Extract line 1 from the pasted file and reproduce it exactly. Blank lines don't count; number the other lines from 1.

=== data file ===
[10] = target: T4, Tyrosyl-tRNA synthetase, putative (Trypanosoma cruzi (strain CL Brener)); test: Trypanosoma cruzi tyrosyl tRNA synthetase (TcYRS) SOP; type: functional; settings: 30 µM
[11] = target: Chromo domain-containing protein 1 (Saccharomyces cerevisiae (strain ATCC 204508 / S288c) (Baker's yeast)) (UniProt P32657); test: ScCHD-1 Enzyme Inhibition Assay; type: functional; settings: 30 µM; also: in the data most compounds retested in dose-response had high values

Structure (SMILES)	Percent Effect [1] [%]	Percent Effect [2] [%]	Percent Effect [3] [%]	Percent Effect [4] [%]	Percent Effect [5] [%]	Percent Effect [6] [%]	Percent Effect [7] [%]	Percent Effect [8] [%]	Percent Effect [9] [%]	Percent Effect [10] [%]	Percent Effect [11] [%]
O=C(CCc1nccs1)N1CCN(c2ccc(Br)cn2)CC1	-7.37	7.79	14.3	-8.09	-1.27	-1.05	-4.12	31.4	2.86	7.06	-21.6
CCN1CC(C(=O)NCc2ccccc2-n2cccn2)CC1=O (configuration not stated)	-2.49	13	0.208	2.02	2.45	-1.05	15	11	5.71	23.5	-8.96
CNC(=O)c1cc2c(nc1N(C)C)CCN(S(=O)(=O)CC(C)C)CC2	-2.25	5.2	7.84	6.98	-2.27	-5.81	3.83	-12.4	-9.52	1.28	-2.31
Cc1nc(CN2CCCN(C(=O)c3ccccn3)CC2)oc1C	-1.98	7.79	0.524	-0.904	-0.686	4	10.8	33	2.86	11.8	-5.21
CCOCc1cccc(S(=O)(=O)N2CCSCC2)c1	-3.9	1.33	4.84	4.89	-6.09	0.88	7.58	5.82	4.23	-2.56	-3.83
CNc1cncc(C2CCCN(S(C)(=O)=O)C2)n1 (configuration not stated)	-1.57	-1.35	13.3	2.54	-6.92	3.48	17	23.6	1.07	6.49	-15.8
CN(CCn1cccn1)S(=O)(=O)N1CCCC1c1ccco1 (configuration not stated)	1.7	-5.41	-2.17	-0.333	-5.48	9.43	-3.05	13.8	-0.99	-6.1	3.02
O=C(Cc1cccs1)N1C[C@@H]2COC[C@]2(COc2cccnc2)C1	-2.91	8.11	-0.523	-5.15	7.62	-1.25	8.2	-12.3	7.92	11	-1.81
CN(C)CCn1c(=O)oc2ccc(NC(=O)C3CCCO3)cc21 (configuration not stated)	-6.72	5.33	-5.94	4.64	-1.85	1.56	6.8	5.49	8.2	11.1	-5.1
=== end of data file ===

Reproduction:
[10] = target: T4, Tyrosyl-tRNA synthetase, putative (Trypanosoma cruzi (strain CL Brener)); test: Trypanosoma cruzi tyrosyl tRNA synthetase (TcYRS) SOP; type: functional; settings: 30 µM